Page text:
For one thing, it makes it really hard to even ask what I think is the key followup question Lucy raises as a follow up to her observation about cross-platform: what is the best (most efficient? most effective? most sustainable?) mix for [any] service? You can't ask that question when there's only one provider. Which is our beef--and our chapter in Bill's book--with the quasi-monopolistic provision of international assistance.

Tuesday, July 22, 2008

Stop the Madness, GlobalGiving style

Yesterday Bill Easterly, one of the first economists I got to know and admired immensely at the World Bank working on Russia, gave a talk at the Center for Global Development about his new book, Reinventing Aid. Bill has since become a valued friend, and it's with both admiration and much gratitude that Dennis and I have contributed a chapter to this book. It's one of the benefits of being part of an edited volume--you can admire the book because of all the other amazing thinkers who contributed to the volume, whose reflected glory benefits your own work, "judged by the company you keep, etc." More on their chapters later.

I'm also pleased to blog about the book because it gives me an excuse to highlight a little known obsession about Robert Dubois and Alison McQuade--some of the youngest and most dynamic staff members we have here at GlobalGiving. You see, to paraphrase Bill, Reinventing Aid is a collection of some of the most interesting thinking around how to "STOP THE MADNESS"--that is, stop doing what we know doesn't work, and start trying something else. And for some reason that I can't fathom--besides the fact that this is one of the most insufferable music videos I've ever seen--"STOP THE MADNESS" is Robert and Alison's favorite video. They love to play it at the end of a long hard day of work and leave us all at a loss as to what draws them to a video that was made just about the time they were born. You can be just as puzzled too--here it is:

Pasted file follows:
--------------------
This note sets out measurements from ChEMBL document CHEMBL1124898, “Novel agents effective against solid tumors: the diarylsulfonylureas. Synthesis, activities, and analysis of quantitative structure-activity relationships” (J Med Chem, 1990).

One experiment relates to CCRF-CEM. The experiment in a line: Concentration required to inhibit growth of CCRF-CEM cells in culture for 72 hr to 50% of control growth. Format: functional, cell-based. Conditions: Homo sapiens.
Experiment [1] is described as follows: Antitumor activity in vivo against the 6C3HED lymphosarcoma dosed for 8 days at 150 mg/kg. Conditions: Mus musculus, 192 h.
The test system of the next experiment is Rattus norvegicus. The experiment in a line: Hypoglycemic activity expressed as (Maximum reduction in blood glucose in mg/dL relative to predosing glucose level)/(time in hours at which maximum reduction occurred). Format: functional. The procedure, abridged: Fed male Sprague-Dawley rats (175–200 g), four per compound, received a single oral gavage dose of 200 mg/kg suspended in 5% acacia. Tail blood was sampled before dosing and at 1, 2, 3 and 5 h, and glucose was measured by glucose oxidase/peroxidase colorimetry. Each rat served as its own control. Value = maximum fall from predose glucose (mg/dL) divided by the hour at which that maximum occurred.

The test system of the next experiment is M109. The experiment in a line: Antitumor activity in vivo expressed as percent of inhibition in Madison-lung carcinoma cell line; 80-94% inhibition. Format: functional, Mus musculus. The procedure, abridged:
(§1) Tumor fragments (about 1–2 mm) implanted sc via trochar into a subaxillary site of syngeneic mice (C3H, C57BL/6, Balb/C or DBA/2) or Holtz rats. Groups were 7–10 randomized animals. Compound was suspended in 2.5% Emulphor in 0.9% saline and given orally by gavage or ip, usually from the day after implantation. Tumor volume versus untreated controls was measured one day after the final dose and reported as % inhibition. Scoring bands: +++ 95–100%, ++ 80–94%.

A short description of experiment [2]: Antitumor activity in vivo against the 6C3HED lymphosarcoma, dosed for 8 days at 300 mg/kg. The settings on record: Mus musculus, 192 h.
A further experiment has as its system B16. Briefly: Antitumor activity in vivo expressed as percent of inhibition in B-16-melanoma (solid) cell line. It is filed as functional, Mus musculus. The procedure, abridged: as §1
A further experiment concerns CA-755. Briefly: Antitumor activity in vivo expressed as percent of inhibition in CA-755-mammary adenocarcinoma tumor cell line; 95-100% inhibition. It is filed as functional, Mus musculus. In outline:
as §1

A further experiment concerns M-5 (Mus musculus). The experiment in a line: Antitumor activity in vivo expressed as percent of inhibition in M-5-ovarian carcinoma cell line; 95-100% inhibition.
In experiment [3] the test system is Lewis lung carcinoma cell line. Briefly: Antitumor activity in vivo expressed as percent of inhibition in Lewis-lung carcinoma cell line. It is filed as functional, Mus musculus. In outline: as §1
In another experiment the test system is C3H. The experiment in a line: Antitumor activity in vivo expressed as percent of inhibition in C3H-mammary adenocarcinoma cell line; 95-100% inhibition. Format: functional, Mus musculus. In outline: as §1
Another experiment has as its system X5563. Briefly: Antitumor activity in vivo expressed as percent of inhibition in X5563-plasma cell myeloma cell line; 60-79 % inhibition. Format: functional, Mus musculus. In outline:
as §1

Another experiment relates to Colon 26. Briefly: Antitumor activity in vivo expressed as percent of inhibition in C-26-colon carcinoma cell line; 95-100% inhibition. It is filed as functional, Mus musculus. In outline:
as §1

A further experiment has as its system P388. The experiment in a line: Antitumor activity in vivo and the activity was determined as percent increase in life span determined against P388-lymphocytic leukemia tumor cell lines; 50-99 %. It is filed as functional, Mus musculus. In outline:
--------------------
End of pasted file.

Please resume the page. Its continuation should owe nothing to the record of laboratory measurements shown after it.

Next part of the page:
Tuesday, July 15, 2008

Working to be disappointed

Some of you know I think Edward Tufte hung the moon on the visual display of information. And I've had serious iPhone envy since it's come out. So imagine my anticipation in seeing this video cited in a New York Times article on how the iPhone has proven that even on the web, less is more.

And here's where this post deviates from the script I'd planned for it ... because I actually don't agree with some of his observations. I actually think the iPhone display of weather is better than what he proposes, and I kinda think his version of the weather violates his own observation about "overload and clutter≠information." As a very wise person once told me, you have to work to be disappointed.

Wednesday, June 25, 2008

Games for Change

The Washington Post covered games for social change lately, which reminded me why I thought they were so cool when I first started seeing them in our sector. From the game inspired by the overthrow of Slobodan Milosevic to Darfur is Dying, to the game where you get to experience what it's like to be a farmer in the developing world, I've thought this was an amazing way to transport people directly into different worlds. At GlobalGiving we tend to stick to First Life most of the time, but occasionally we get lucky. Here's a project to support a game created by HopeLab, which helps significantly decrease the remission rates in young cancer patients. It sets them up as heroes in a game visualizing fighting the cancer cells using the tools in their arsenals.

This might even work as another argument for procrastination. At least you'd be learning something useful in the process ...

Saturday, June 14, 2008

Working within the box and out of the box

Dennis has just blogged about Tim Kane’s observation when he first visited Japan in the 1980s—where he encountered a humbly equipped man sweeping the tarmac at Narita airport as if his life depended on it. Kane linked it to the overwhelming ratio of perspiration v. genius that adds up to excellence.